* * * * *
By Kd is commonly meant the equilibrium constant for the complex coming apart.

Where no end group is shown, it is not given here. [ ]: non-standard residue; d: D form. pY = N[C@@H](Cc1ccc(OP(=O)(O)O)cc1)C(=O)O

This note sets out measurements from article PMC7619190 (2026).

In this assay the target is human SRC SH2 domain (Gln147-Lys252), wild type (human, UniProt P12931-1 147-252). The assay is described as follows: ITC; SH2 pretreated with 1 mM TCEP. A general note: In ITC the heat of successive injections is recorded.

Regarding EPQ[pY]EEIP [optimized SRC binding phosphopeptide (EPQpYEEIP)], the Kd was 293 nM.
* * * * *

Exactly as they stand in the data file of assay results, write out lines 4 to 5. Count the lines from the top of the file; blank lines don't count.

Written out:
In this assay the target is human SRC SH2 domain (Gln147-Lys252), wild type (human, UniProt P12931-1 147-252). The assay is described as follows: ITC; SH2 pretreated with 1 mM TCEP. A general note: In ITC the heat of successive injections is recorded.

Regarding EPQ[pY]EEIP [optimized SRC binding phosphopeptide (EPQpYEEIP)], the Kd was 293 nM.